Live Review: Fat Freddy's Drop

14 November 2022 | 12:26 pm | Shaun Colnan

“There was such a ruckus they would only let us come back now.”

Photo Credit: Mikki Gomez

Photo Credit: Mikki Gomez

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Anyone who finds themselves at a Fat Freddy’s Drop concert, no matter how they’re feeling beforehand, can’t help but lose themselves in the atmosphere the band delivers. It’s a tried and true method, as lead singer Joe Dukie repeats, “Music on my mind…” - their music infests the mind, infests the body, and makes you smile.

Set in the glorious surrounds of the forecourt, nestled between the Botanic Gardens and the resplendent harbour, rainbows in the East ushered in the Wellington seven-piece as the sun set. They moved with a characteristically slow and heady buildup into their set, beginning with the recent release, Coffee Black, a slow and meditative piece.

As with most of their music, this early showing hit deep in the soul, closely followed by Blackbird, the title track on their 2013 album - a throwback to the last time the band performed at the Opera House. Dukie joked, “There was such a ruckus they would only let us come back now.” 

In fact, this was a show three years in the making, delayed by COVID, of course. Dukie thanked the audience again and again for sticking with them. There was no denying that Fat Freddy’s fans would wait out pandemics, skank in a downpour, and so much more just to see them one more time.

Other tracks from their 2013 LP, Bones and Mother Mother, seemed to be gaining some ascendancy as crowd favourites, with many singing along to the soulful, acoustic-tinged former and grooving along to the heavier, dancier latter.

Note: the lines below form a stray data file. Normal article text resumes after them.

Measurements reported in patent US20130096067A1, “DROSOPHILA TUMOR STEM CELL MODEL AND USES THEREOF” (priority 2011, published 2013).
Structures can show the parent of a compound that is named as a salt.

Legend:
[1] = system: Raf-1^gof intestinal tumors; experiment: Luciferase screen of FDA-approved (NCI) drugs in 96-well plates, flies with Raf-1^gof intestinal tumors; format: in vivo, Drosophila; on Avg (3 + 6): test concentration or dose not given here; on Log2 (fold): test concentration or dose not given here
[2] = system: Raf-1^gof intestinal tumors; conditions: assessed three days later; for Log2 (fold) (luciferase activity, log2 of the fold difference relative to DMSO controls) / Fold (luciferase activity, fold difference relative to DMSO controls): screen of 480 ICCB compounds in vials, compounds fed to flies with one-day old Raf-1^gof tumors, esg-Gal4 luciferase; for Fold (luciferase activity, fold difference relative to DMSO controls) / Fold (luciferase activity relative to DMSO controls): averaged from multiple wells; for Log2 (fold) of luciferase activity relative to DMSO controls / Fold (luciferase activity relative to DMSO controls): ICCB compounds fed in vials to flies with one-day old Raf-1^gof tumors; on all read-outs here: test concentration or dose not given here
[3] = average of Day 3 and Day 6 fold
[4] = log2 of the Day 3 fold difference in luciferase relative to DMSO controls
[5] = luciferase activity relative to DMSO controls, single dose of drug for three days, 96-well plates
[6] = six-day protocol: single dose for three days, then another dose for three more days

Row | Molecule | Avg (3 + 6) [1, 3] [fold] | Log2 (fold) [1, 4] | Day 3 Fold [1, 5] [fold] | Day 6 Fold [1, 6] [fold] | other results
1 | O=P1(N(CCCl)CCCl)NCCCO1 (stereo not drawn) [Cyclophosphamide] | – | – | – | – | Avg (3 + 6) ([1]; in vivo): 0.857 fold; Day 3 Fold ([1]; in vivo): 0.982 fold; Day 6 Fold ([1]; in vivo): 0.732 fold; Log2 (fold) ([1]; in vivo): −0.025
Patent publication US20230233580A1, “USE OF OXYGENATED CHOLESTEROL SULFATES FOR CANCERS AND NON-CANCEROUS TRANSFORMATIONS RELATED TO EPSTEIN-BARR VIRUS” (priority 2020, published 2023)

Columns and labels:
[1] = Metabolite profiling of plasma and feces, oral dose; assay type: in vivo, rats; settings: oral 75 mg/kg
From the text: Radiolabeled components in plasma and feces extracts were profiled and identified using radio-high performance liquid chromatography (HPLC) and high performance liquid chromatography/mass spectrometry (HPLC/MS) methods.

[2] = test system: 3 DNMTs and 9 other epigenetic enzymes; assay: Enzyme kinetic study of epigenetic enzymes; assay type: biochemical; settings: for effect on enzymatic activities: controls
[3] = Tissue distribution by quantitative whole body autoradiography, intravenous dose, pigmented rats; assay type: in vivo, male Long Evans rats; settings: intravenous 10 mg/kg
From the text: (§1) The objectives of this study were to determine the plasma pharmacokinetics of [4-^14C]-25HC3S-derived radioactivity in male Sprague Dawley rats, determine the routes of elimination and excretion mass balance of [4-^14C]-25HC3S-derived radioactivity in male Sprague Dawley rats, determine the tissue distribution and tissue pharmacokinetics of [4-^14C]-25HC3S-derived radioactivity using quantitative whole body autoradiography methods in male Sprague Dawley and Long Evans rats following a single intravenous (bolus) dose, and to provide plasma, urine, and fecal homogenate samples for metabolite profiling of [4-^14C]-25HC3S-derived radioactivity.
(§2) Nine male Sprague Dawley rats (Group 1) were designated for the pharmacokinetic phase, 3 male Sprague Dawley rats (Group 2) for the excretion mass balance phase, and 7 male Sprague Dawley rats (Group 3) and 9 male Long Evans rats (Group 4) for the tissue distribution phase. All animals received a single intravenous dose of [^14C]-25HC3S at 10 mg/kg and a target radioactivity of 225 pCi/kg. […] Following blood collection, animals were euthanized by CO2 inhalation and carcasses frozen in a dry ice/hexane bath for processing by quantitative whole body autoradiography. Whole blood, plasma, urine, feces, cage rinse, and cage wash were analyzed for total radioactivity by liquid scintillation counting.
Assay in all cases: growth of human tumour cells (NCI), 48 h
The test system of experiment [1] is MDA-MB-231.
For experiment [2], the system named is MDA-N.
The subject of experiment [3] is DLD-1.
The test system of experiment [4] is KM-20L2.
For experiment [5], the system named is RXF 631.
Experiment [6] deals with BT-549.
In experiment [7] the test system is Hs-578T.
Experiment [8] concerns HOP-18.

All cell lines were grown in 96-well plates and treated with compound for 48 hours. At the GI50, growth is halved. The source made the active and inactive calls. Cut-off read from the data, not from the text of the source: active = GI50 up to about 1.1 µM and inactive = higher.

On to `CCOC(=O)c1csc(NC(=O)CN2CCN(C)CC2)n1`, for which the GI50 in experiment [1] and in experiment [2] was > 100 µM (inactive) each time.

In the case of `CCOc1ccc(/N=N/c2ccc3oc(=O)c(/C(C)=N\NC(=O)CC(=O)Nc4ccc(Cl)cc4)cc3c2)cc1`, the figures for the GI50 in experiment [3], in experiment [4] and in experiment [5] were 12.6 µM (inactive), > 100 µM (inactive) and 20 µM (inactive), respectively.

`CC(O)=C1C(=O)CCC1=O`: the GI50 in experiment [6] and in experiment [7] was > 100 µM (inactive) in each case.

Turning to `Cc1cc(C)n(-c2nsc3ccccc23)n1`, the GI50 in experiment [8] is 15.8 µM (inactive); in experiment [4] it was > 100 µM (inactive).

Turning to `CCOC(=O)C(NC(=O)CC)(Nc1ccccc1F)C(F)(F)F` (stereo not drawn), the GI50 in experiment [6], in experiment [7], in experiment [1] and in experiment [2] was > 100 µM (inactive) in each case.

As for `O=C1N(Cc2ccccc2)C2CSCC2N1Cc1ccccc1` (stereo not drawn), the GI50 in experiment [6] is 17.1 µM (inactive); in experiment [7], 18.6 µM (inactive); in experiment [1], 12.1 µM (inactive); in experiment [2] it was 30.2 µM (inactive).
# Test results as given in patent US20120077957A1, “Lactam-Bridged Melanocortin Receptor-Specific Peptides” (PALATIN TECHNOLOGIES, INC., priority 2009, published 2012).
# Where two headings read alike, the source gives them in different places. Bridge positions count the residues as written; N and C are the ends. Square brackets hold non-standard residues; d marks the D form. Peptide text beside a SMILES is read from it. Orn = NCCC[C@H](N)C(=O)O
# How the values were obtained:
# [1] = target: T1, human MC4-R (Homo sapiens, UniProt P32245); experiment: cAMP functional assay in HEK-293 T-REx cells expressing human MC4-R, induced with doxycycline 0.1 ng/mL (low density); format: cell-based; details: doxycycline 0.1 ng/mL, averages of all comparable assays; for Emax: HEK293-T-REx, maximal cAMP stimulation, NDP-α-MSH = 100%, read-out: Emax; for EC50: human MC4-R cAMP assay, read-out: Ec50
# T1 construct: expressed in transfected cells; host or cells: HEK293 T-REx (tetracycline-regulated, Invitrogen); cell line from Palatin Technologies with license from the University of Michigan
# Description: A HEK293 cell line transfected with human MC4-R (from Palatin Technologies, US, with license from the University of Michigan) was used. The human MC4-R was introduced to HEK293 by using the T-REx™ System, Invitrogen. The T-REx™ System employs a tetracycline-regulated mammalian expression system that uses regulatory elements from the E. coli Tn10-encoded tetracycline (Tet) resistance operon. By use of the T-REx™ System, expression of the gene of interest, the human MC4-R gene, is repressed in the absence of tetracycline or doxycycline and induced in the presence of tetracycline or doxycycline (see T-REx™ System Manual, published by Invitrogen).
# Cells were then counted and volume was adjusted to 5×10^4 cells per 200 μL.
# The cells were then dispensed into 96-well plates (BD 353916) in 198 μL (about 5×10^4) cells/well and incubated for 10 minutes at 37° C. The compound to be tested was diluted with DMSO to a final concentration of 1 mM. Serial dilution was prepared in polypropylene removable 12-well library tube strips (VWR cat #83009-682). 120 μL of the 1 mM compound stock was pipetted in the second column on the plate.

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Yet, there was still a soft spot in everyone’s hearts for long-time favourites Shiverman and Wandering Eye, which showed itself in swathes of revellers ducking low before rising in jubilant unison on the former and joining in on the chorus with cheers on the latter.

A special intermission saw trombonist wildcard, pied piper party-man, Hopepa, aka Joe Lindsay, down tools on the bone and pick up a harmonica as the rest of the band took a break. The big man, drenched in sweat, theatrically collapsed on stage to an awestruck audience who cawed at his antics. 

Then as an encore, the band returned for a rehashing of their first ever track, Hope for a Generation, a timeless piece, with a simple and heart-warming message which Dukie entreated the entire audience to join in on.

Earlier, Perth five-piece Grievous Bodily Calm brought their instrumental antics to the Forecourt, drawing in early birds with a mix of synthy jazz, a high-intensity synergy between drums, guitar, horns and keys, as well as shredding guitar solos. Their debut EP, ARC, is well worth checking out if you’ve yet to come across them.